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Where is the Defund Blackwater Act? | The Nation

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Where is the Defund Blackwater Act?

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Republican Congressional leaders are continuing their witch hunt against ACORN, the grassroots community group dedicated to helping poor and working-class people. Their campaign has gained bipartisan legislative support in the form of the Defund ACORN Act of 2009, which has now passed the House and Senate. Yet the bill was written so broadly that, as Ryan Grim at the Huffington Post has pointed out, it could "plausibly defund the entire military-industrial complex."

About the Author

Jeremy Scahill
Jeremy Scahill
Jeremy Scahill, a Puffin Foundation Writing Fellow at The Nation Institute, is the author of the bestselling Blackwater...

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The legislation applies to "any organization" that has been charged with breaking federal or state election laws, lobbying disclosure laws, campaign finance laws or filing fraudulent paperwork with any federal or state agency. It also applies to any of the employees, contractors or others affiliated with a group charged with any of the above.

According to the Project on Oversight and Government Reform, this legislation could potentially eliminate a virtual Who's Who of defense contractors, including Lockheed Martin, Boeing and KBR and other corporations like AT&T, FedEx and Dell.

Perhaps one of the most jarring comparisons here is the fact that ACORN is being attacked. Yet the Obama administration continues to contract with Blackwater, the Bush administration's favorite mercenary company, which is headed by Erik Prince. Prince was a major donor to Republican causes and campaigns, including those of some of the Defund ACORN bill's sponsors, like Indiana Republican Mike Pence, one of the key figures hunting down Van Jones. A former employee recently described Prince as a man who "views himself as a Christian crusader tasked with eliminating Muslims and the Islamic faith from the globe" and said that Prince's companies "encouraged and rewarded the destruction of Iraqi life."

Blackwater has a $217 million security contract through the State Department in Iraq--a contract just extended indefinitely by the Obama administration. It also holds a $210 million State Department "security" contract in Afghanistan, running through 2011 and another multimillion-dollar contract with the Defense Department for "training" in Kabul. This is on top of Blackwater's clandestine work for the CIA, including continuing work on the drone bombing campaign in Pakistan and Afghanistan. This also does not take into account Blackwater's lucrative domestic work training law enforcement and military forces in the United States at the company's compounds in North Carolina, California and Illinois, nor the private "security" work it does for entities like the International Republican Institute, nor the work it does in training "faith-based organizations." Nor does it include the contracts doled out to Prince's private CIA, Total Intelligence Solutions, which works for foreign governments and Fortune 500 corporations.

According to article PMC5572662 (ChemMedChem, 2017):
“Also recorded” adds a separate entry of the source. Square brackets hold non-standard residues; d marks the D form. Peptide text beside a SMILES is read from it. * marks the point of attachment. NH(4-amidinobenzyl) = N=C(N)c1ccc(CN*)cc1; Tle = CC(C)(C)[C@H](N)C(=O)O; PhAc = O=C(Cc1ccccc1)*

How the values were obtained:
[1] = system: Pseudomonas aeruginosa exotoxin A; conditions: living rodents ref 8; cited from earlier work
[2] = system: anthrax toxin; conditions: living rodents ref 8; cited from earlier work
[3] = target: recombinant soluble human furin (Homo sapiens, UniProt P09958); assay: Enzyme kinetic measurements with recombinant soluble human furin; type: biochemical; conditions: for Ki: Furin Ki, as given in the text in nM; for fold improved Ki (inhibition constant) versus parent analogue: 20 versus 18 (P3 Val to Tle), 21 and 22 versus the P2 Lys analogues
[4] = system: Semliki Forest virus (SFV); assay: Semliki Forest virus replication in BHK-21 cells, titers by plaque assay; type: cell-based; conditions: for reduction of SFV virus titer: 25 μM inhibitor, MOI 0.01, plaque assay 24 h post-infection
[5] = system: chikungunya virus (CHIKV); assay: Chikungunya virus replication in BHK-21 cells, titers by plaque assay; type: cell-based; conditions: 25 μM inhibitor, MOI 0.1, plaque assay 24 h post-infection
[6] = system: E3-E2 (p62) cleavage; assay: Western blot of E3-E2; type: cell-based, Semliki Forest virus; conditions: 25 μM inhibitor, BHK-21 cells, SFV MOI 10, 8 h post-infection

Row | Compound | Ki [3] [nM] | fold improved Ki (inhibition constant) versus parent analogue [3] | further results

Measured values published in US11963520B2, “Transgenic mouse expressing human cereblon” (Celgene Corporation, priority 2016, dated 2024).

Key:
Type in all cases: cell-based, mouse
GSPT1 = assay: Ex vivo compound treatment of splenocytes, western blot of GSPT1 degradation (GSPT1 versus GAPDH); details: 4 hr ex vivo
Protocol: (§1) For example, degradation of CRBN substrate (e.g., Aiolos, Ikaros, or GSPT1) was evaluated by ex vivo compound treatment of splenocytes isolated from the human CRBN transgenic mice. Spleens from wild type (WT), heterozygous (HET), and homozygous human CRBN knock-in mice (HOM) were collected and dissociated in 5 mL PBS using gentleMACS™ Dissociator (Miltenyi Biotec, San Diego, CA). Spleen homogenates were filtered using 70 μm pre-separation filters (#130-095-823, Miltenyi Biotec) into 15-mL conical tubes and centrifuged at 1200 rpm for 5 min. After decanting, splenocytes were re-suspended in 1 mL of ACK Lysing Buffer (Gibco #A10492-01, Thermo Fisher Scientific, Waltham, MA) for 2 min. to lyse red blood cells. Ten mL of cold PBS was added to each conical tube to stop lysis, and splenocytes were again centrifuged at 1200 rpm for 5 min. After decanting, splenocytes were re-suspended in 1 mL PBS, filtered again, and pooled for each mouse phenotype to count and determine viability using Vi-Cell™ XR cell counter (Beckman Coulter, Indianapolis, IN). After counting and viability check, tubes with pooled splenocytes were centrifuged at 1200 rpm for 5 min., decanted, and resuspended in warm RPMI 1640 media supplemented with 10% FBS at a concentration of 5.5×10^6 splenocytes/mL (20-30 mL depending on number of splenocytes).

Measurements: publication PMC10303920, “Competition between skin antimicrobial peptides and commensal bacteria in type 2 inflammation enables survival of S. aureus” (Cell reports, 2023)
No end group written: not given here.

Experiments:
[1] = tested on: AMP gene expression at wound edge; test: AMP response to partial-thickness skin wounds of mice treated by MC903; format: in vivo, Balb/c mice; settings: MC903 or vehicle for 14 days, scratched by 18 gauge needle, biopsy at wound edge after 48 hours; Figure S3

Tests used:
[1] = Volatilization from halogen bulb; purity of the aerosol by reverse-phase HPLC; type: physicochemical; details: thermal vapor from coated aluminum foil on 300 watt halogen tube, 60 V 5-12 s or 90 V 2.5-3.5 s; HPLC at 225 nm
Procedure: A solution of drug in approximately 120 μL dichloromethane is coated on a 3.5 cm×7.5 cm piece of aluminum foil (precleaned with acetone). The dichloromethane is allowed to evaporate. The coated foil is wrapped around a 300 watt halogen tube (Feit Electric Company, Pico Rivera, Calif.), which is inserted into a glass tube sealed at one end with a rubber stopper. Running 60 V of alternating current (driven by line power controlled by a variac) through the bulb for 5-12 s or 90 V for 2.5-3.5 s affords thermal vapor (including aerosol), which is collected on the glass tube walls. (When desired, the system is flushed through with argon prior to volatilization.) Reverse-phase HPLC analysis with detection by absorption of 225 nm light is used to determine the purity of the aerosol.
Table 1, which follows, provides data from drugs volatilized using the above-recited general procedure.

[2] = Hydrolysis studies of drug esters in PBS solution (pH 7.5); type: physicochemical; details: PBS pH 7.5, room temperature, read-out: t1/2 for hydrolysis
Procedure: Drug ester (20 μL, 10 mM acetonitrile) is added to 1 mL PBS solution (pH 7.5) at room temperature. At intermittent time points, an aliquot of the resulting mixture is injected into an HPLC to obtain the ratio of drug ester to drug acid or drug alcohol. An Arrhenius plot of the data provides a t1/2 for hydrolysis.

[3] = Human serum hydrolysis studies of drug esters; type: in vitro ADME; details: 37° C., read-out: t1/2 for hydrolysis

Then there is this fact: Blackwater was paid more than $73 million for federally funded, no-bid security contracts with the Department of Homeland Security in New Orleans after Hurricane Katrina, billing taxpayers $950 per man per day, a spending decision the Bush administration called "the best value to the government." In the wake of the hurricane ACORN, meanwhile, only helped poor people who were suffering as a result of the government's total failure to respond.

A recent federal audit of Blackwater, compiled by the State Department and the Special Inspector General for Iraq Reconstruction, suggests the company may have to repay some $55 million to the government for allegedly failing to meet the terms of just one federal contract in Iraq--which, it is important to note, is $2 million more than the total amount allotted by the government to ACORN over the past fifteen years. (The company also cannot account for one federally funded "deep fat fryer" in Iraq, according to the audit.)

Since 2003 Blackwater has raked in well over $1 billion in security contracts alone--all of which were kicked off by a no-bid contract to guard former Coalitional Provisional Authority head Paul Bremer. Let's also remember that Blackwater was estimated in Congressional hearings in 2007 to earn some 90 percent of its revenue from the government. Prince refused to disclose his salary but said it was more than $1 million. Blackwater has been or is being investigated by Congress, the Bureau of Alcohol Tobacco and Firearms, the Justice Department and the IRS, among other agencies, for a range of issues from arms smuggling to manslaughter to tax evasion. One of its operatives pleaded guilty to killing an innocent, unarmed Iraqi civilian, while five others have been indicted on manslaughter and other charges stemming from the 2007 Nisour Square massacre, during which seventeen Iraqi civilians were gunned down. The company is also facing a slew of civil lawsuits alleging war crimes and extrajudicial killings in Iraq.

Here is a question for the Democratic lawmakers that voted in support of the Defund ACORN Act: how do you justify making this a major league legislative priority while Blackwater continues to be armed and dangerous around the globe on the US government payroll? Where is the Defund Blackwater Act?

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